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Given a Java application already having Clojure's .jar on classpath. And a file directory /home/me/clojure-extensions/ which contains .clj files, structured like an usual clojure source directory, which is not on the applications classpath and can not be added to the classpath, because it is configurable and not part of the application.

How to call the function myns.core/myfn from Java Code? So that /home/me/clojure/extensions/myns/core.clj and all dependent files are loaded? So that these files are reloaded if changed when the Java call is invoked again?

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From the scenario you describe, you'll want /home/me/clojure-extensions/ on your classpath.

For calling Clojure from Java, you can use the Java API:


For reloading, you'll need to make that explicit by calling (via Java API)

(require 'whatever :reload-all)

which will look something like:

// this can be done once, statically
IFn require = Clojure.var("clojure.core", "require");

// to reload
require.invoke(Clojure.read("whatever"), Clojure.read(":reload-all"));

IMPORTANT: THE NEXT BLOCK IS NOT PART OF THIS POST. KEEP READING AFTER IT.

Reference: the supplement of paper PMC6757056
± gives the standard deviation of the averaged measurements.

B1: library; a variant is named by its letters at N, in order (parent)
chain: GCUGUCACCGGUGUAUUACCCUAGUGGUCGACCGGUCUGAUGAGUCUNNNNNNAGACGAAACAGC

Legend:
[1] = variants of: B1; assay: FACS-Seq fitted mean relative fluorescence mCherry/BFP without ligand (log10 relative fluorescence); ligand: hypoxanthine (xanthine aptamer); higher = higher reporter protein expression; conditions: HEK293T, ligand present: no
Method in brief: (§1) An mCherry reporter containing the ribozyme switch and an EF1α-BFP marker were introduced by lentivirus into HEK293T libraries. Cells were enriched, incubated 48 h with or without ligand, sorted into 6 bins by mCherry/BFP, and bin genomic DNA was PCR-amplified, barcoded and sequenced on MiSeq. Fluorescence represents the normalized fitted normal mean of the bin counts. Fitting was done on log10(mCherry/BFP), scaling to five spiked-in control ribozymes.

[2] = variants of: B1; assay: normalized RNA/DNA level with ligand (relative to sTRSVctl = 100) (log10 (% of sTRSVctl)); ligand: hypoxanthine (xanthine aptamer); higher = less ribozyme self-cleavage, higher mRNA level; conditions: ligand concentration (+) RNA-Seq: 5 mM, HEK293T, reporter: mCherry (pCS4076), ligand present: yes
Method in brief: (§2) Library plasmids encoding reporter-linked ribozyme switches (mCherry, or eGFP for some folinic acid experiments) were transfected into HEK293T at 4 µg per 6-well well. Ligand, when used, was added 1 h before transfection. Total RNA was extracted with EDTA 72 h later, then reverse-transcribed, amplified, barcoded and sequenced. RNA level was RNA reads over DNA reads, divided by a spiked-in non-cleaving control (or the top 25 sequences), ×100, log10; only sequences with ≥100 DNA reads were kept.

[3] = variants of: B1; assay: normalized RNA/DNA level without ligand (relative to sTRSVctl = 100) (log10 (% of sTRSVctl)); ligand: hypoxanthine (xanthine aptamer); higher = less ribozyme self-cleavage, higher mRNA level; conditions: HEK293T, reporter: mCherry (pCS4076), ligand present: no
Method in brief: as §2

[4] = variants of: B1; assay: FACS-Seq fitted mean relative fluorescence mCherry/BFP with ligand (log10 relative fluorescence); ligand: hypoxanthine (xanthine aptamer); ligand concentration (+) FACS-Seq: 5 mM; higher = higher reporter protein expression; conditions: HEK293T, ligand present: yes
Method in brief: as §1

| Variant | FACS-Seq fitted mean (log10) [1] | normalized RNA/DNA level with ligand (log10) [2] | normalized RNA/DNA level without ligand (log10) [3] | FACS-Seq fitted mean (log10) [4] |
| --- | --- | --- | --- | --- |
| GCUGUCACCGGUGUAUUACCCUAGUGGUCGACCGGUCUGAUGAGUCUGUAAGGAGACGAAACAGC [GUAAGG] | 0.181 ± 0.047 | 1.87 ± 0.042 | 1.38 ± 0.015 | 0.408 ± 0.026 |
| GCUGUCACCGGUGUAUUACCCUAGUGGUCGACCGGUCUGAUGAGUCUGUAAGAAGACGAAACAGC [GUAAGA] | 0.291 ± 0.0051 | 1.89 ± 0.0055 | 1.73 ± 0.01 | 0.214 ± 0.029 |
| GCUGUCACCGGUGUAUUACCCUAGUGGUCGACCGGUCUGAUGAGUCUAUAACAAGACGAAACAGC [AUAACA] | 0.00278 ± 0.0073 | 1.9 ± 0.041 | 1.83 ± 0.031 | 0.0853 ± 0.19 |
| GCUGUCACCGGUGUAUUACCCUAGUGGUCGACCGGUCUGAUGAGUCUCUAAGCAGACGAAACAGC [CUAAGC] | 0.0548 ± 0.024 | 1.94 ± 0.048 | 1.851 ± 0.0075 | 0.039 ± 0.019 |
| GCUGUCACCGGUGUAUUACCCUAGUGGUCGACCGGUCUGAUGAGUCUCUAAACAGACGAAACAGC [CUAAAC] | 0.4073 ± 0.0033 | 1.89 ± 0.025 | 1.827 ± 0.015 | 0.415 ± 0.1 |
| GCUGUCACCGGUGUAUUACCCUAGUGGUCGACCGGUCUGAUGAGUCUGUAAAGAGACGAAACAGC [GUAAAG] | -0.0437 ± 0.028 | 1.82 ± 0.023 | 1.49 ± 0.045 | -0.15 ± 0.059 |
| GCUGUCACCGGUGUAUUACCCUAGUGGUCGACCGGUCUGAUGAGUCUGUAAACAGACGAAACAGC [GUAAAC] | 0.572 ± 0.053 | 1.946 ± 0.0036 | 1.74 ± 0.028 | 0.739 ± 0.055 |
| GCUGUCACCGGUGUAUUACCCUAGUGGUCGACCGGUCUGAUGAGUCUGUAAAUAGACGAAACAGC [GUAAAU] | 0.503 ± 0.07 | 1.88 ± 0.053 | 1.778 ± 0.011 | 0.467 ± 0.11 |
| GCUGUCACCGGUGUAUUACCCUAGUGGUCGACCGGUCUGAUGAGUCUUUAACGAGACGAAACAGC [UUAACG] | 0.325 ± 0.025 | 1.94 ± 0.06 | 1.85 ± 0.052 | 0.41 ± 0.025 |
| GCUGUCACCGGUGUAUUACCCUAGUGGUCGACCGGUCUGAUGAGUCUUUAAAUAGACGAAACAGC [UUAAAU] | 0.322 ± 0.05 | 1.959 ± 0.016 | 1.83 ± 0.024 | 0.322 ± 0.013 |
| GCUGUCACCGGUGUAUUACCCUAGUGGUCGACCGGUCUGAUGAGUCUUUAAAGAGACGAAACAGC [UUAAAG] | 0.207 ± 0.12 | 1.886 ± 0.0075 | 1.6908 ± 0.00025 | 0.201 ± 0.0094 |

then use the same facilities to invoke a function in whatever.

What if `/home/me/clojure-extensions/` can not be added to the classpath? Because it is not part of the application. It is also configurable in the application. And the application is released as droppable .war without the extensions directory, which is meant to be provided by the admin.
I have seen this already. But I need to load a file and all dependent files on the same path. It seams, I have to extend the Java classpath when the JVM process is already running and then use the Clojure API.
You can't change the classpath, but you can create a new classloader context to run within your app that includes additional directories (see URLClassLoader). Doing this will require some care in how you first instantiate the Clojure runtime (via the Clojure class in the Java API) and the classes of objects returned from the Clojure API (as the app context needs access to any classes you return). In particular, if you're expecting anything other than built-in Java interfaces (Collection, List, Map, String, etc), I would recommend creating Java interfaces and returning reified instances of those.